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Title: Statistical Approach to Ingress of Chloride Ions in Silica Fume Concrete for Bridge Decks

Author(s): Rachel J. Detwiler, David A. Whiting, and Eric S. Lagergren

Publication: Materials Journal

Volume: 96

Issue: 6

Appears on pages(s): 670-675

Keywords: abrasion resistance; bonding strength; bridge decks; failure mechanisms; silica fume; structural steels.

DOI: 10.14359/793

Date: 11/1/1999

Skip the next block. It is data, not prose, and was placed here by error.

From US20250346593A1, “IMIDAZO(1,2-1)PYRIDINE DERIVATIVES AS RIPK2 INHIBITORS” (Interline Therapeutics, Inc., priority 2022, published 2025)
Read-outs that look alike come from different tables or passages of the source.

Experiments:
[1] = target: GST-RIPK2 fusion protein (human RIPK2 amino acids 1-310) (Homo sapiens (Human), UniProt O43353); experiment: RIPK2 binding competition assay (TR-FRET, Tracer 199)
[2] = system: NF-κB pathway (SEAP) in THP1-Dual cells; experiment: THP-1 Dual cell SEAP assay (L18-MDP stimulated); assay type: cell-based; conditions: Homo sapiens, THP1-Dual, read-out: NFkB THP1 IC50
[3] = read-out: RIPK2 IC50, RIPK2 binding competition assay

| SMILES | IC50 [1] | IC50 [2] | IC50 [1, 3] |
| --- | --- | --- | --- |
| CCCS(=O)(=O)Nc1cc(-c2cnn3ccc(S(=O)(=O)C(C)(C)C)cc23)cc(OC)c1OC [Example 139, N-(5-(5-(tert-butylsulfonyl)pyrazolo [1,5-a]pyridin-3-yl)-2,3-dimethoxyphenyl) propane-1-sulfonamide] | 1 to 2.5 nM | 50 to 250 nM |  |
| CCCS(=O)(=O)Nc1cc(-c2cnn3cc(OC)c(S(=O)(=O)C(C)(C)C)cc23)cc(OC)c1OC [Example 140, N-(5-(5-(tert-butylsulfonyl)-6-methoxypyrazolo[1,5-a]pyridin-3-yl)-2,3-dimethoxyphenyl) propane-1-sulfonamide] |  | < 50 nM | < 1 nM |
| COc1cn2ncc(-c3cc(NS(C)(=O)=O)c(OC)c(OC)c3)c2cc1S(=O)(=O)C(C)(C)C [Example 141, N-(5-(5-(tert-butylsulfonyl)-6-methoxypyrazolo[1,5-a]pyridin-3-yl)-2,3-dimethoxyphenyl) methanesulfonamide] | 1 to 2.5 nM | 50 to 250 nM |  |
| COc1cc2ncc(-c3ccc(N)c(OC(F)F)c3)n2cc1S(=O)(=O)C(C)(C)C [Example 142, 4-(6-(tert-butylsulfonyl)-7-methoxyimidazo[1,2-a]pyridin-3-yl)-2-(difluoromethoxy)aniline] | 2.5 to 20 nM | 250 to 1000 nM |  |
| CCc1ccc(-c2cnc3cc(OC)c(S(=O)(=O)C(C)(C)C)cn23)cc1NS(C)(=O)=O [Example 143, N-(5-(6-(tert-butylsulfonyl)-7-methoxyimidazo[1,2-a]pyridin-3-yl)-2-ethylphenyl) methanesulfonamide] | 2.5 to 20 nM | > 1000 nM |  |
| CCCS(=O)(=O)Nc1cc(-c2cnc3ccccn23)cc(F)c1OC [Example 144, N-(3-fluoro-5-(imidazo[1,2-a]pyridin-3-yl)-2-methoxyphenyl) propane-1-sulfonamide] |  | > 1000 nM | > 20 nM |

This paper presents the results of a study of chloride ion ingress into silica fume concretes designed for full-depth and overlay placements of highway bridge decks. Mixtures for each application were prepared over a range of silica fume contents and water-to-cementitious material ratios (w/cm). Concrete laboratory specimens were prepared for ponding of chloride solution over a 180 day period. Cores taken from the specimens were milled at 1 mm increments and powders analyzed for total chloride ion. Data were then fitted to Fick’s second law of diffusion to obtain apparent chloride ion diffusion coefficients. Regression analyses were performed on data developed from the laboratory testing and response surface models were developed. Analyses of variance were carried out to compare behavior of Type K cement concretes and concretes prepared with silica fume in slurry form. For any given w/cm, as silica fume content was increased the apparent chloride ion diffusion coefficient dropped. The most sensitive region was in the lower range of silica fume contents, where the apparent chloride ion diffusion coefficient changed at a faster rate as the silica fume content was increased. At silica fume contents over 4 to 6%, a much greater addition was needed to effect a large change in diffusivity. A point of diminishing returns may be reached at silica fume contents over about 6%. At the lower w/cm values, the apparent chloride ion diffusion coefficient is relatively insensitive to increases in the silica fume content above 6%. The effects of w/cm on apparent chloride ion diffusion coefficient were much less than that of silica fume content. Use of Type K cement or type of silica fume (slurried or dry-densified) did not have a significant effect on results.